Westminster Abbey honours Sir Ernest Shackleton

Friday, 16th February 2024

The Princess Royal reveals a memorial to Ernest Shackleton as the Dean of Westminster watches

A memorial stone to Sir Ernest Shackleton, one of the most celebrated Antarctic Explorers of the twentieth century, was dedicated at Westminster Abbey on Thursday 15th February 2024. The service was attended by HRH The Princess Royal, Patron of the UK Antarctic Heritage Trust.

About the service

The service was led by the Dean of Westminster, the Very Reverend Dr David Hoyle, who welcomed the congregation to the Abbey.

Sir Ernest’s granddaughter, the Honourable Alexandra Shackleton, read a tribute.
Camilla Nichol, Chief Executive UK Antarctic Heritage Trust, read an excerpt from the poem The Ship of Fools by John Lucas; and Sir Ernest’s great-grandson, Patrick Bergel, read an excerpt from Shackleton’s poem L’Envoi.

Professor Joe Smith, Director of The Royal Geographical Society, gave a reading from Job 38; and Rear Admiral Nick Lambert, Chairman of the James Caird Society, read from Psalm 107.

The Princess Royal asked the Dean, on behalf of the Dean and Chapter of Westminster, to take the memorial into the safe custody of the Abbey. Flowers were laid by Jonathan Shackleton, a cousin of Ernest Shackleton.

Prayers were led by the Reverend Mark Birch, Minor Canon and Precentor of Westminster.

A tribute to Sir Ernest’s Irish heritage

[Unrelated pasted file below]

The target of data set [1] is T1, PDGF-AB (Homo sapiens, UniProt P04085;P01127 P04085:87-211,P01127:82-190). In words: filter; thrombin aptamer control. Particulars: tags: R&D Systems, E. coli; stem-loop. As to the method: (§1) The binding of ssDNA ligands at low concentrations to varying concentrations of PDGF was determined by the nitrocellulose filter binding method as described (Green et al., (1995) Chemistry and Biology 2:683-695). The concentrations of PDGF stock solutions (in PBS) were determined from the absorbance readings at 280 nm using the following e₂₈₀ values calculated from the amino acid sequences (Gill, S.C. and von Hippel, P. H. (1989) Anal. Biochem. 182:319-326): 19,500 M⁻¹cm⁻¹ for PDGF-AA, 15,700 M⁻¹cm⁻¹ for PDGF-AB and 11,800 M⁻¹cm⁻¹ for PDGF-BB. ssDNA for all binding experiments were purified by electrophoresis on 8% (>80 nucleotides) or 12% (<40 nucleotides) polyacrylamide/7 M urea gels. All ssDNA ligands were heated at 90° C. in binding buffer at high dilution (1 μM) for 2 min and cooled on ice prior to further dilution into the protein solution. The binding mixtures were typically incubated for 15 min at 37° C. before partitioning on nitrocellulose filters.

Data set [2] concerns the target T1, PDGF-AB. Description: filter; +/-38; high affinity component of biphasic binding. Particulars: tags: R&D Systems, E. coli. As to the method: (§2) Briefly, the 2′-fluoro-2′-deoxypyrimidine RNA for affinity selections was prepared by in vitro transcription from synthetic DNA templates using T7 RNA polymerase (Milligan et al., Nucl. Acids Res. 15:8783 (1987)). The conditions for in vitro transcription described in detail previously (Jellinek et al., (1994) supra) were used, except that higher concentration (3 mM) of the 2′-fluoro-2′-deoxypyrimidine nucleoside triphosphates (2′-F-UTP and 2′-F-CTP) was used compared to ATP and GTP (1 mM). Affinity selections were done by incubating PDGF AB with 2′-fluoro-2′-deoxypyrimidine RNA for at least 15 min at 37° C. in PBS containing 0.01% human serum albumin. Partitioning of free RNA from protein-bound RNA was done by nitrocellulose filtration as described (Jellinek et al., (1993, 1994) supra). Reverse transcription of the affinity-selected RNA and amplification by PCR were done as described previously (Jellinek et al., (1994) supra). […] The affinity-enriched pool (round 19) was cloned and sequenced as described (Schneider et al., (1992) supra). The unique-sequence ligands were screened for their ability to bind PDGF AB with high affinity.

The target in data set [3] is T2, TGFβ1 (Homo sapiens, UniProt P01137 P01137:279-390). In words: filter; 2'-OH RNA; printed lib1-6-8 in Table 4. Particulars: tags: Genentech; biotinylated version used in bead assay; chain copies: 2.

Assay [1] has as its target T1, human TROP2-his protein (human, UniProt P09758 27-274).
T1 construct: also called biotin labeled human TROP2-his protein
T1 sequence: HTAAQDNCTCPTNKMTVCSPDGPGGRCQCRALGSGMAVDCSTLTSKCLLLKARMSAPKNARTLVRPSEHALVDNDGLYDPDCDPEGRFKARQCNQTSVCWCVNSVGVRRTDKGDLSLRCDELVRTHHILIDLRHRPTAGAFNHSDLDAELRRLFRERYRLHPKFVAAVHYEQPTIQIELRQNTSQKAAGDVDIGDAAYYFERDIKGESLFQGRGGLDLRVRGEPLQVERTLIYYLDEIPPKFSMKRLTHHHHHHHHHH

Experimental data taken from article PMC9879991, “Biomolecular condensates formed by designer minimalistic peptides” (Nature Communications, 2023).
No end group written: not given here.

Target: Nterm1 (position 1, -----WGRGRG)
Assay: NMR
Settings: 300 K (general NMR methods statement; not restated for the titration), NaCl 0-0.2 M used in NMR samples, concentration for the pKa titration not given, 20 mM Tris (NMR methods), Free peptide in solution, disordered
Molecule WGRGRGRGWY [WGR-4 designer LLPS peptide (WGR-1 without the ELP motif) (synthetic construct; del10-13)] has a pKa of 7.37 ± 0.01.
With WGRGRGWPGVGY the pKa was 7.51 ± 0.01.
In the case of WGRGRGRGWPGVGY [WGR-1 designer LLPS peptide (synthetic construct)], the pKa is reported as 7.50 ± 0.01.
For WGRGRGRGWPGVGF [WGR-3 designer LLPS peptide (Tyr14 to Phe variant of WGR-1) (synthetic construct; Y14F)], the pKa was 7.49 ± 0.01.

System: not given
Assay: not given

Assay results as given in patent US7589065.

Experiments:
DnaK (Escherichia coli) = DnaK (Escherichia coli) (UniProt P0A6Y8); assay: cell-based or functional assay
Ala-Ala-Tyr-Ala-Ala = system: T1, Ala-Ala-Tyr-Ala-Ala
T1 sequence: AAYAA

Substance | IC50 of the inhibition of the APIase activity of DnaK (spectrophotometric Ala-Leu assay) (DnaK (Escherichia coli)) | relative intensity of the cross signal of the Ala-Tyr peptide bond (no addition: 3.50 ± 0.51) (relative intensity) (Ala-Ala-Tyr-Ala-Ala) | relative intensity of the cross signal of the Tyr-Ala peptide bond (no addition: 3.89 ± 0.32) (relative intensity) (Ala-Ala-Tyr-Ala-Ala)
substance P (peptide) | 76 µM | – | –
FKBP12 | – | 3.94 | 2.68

The new stone lies in the Abbey’s south cloister, close to a memorial to pioneering sailors Captain James Cook, Sir Francis Chichester and Sir Francis Drake.

The triangular shaped memorial, designed and made by sculptor Will Davies, reflects Shackleton’s preference to be at the apex of a triangle in group photographs. The memorial incorporates stones including Connemara marble and Kilkenny limestone to reflect Shackleton's Irish heritage. The names of Shackleton’s expedition ships, Nimrod and Endurance, are inscribed on the memorial, along with the lifeboat ‘The James Caird’, and the family motto:

‘FORTITUDINE VINCIMUS’ (‘By Endurance We Conquer’)

Sir Ernest’s life and legacy

Ernest Shackleton was born in Ireland in 1874 and moved to London as a boy. At the age of 16 he joined the Merchant Navy, qualifying as a master mariner in 1898. His most notable expedition was that of Endurance in 1914, where he hoped to achieve the first crossing of the White Continent from the Weddell Sea via the South Pole to the Ross Sea. Although he was unsuccessful in reaching the destination, the survival of his crew highlighted his exceptional leadership.

In the course of his career, Shackleton was awarded the Polar Medal, which is presented by the British monarch to recognise outstanding achievements in the field of the polar research; fourteen medals by other nations; and eighteen medals by geographical and learned societies. Shackleton is remembered as one of the key figures associated with the period known as the Heroic Age of Antarctic Exploration. He died in 1922 at the age of 47.